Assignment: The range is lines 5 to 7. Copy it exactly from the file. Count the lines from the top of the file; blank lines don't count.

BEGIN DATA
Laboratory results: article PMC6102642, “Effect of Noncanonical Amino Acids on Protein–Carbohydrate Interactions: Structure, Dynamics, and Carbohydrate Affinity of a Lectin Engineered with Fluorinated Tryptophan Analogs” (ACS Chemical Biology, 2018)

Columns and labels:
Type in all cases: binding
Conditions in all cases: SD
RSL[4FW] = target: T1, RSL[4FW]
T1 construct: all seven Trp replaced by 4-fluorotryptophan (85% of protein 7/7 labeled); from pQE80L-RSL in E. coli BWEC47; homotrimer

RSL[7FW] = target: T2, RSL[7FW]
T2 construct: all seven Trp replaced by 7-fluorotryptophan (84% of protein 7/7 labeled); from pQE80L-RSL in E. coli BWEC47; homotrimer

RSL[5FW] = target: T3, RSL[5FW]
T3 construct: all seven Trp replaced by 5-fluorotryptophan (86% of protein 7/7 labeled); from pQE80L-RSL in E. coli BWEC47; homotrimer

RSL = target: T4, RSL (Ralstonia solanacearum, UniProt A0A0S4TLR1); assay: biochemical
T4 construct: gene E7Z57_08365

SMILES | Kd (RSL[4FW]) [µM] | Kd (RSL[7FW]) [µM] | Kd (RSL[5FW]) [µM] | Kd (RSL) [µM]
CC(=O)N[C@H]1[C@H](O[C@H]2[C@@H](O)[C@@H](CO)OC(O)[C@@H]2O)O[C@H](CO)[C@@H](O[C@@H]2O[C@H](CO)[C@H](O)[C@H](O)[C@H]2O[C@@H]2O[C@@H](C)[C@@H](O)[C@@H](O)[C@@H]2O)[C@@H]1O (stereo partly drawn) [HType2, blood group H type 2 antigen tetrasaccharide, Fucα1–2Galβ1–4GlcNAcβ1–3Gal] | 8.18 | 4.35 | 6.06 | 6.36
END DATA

RSL[4FW] = target: T1, RSL[4FW]
T1 construct: all seven Trp replaced by 4-fluorotryptophan (85% of protein 7/7 labeled); from pQE80L-RSL in E. coli BWEC47; homotrimer

RSL[7FW] = target: T2, RSL[7FW]